“Cloverly’s business model breaks down the credits we buy into microunits for neutralizing the carbon impact of even small transactions. That allows fledgling or niche brands as well as everyday consumers to participate in the carbon market and have a positive impact in fighting climate change, regardless of budget. And when the offset projects provide co-benefits for their neighbors, everybody wins.”
Co-benefits are just what they sound like: extra benefits in addition to the reduction, avoidance, or sequestration of carbon emissions. City Forest Credits points out that urban trees cool streets, filter pollutants, provide shade, promote physical activity, and even improve mental health.
The Buena Vista Heights forest also absorbs an estimated 128 million gallons of stormwater a year. “In urbanized areas in Allegheny County, we have significant flooding and flash flooding,” said Alyson Fearon, senior director of community conservation and resiliency for Allegheny Land Trust. “So stormwater management is important.”
Research has shown that urban green spaces raise property values around them, she said. “You are actually improving your tax base simply by preserving the green space.” Plus, who wouldn’t want to live near a forest? It provides a great place to hike or bike, puts on seasonal displays of spring flowers and fall foliage, and offers wildlife-watching and hunting.
“We have a lot of hunters in Allegheny County and pretty limited spaces that they are allowed to use,” said Fearon. “So we’re respecting the full spectrum of individuals that may want to access our properties.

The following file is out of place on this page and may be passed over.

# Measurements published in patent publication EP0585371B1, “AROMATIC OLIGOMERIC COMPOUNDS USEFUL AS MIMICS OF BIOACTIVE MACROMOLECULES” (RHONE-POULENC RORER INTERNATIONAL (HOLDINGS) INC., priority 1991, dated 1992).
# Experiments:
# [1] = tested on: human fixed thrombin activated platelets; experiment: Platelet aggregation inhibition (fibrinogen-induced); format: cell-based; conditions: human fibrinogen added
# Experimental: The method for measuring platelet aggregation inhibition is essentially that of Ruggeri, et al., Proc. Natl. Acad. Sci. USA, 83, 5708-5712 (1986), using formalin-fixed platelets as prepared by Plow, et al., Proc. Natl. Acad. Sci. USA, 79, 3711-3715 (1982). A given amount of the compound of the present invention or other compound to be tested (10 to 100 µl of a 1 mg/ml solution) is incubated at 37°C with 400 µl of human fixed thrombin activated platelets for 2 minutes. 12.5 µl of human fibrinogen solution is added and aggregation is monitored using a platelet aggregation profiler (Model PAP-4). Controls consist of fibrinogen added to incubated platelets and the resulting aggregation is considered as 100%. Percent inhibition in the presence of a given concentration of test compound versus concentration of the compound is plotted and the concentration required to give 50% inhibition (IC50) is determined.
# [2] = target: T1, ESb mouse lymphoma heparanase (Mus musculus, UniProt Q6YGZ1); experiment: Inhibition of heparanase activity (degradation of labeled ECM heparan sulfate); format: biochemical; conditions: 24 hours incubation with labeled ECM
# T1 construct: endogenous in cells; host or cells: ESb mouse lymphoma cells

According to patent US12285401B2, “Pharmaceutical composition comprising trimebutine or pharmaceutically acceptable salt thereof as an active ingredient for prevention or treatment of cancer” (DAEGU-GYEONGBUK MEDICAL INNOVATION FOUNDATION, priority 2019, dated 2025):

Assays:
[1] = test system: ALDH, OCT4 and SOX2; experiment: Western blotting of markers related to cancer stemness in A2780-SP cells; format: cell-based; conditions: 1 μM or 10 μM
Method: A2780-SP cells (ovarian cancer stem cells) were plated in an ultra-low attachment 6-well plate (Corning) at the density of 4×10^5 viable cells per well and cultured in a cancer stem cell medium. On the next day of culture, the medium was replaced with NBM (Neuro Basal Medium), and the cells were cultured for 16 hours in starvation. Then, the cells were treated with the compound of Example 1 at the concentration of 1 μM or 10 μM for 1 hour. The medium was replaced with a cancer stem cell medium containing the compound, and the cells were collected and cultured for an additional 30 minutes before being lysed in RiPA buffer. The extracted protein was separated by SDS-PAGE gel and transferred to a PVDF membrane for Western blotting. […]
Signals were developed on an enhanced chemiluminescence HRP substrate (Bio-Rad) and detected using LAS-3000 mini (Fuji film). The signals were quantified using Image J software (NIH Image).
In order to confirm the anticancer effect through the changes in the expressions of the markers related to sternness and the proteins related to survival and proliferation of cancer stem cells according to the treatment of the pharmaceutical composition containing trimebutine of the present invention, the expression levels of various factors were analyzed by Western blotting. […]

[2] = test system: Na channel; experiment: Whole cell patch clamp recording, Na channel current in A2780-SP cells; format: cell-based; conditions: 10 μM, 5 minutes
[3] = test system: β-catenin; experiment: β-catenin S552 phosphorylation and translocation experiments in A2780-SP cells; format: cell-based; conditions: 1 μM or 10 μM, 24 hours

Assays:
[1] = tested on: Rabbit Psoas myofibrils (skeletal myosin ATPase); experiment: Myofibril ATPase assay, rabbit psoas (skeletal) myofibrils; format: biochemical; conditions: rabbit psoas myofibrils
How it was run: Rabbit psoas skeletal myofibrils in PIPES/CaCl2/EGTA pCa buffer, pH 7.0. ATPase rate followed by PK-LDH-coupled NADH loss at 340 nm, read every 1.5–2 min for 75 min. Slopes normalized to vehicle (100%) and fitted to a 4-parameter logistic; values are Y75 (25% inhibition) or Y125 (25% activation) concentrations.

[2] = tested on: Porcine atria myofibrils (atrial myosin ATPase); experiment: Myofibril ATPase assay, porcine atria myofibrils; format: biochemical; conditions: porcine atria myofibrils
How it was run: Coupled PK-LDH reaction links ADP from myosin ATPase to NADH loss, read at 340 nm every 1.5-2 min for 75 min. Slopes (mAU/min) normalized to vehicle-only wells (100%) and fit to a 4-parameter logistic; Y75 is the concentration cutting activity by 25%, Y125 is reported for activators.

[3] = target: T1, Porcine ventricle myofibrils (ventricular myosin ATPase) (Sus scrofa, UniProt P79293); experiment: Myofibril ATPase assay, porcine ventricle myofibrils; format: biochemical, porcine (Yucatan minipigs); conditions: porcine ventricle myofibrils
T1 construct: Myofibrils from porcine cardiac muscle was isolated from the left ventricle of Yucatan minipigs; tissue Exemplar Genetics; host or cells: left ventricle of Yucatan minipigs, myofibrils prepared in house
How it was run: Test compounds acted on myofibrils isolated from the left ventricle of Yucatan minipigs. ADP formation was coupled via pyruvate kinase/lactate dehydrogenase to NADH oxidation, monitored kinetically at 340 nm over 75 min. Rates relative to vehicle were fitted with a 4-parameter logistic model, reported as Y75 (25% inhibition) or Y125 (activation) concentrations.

“We’re hoping that as we improve the health of the forest with some of the carbon revenue that we may be able to expand the habitat types and bring in more huntable species, and just provide habitat for more species in general.”
Carbon credits represent a new revenue stream for the trust. So far, it is marketing credits only for the emissions avoided by keeping the Buena Vista Heights land from being cleared. Potentially, it could also sell additional credits every year based on the amount of carbon that the trees continue to pull out of the air and store in their wood as they grow.
“ALT is excited that Cloverly is our first buyer.” said Fearon. “Your mission—what you’re using your carbon credits for—is something that we fully support, which is the local benefit and local impacts.”
Bluesource’s Massie salutes the trust for taking the leap of offering carbon credits. “They took a lot of risk in developing the carbon project,” he said, “and incurred a lot of cost.” Offset projects must meet strict rules for such factors as “additionality” (meaning that the project would not have happened without the carbon credits, and the credits would not have been created without the project). Following those rules and verifying compliance involves extra trouble and expense.
Massie said Cloverly’s purchase of the Buena Vista Heights offsets at $30 apiece, triple the price of a typical offset, could trigger a gush of similar carbon-offsetting efforts. “There are potential projects out there that are bottled up because they don’t think they can get that price point for the carbon credits.”
Ultimately, he said, battling climate change is going to require an “all of the above” approach. “That’s why Cloverly’s purchase of the credits is important. It’s hopefully a proof of concept that this can work and that there are buyers out there willing to invest in these ultra-small-scale projects.
“Let’s do more of these projects and have more great local impacts. We need a million of them, just like we need a million of the big projects. Because it’s all going to add up.”
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The Buena Vista Heights Urban Forestry Conservation Area is just one of many carbon offsets and Renewable Energy Credits in the Cloverly portfolio. To learn about the offsetting process, see our How It Works page. For details about the projects themselves and an interactive map, see our Offset Projects page.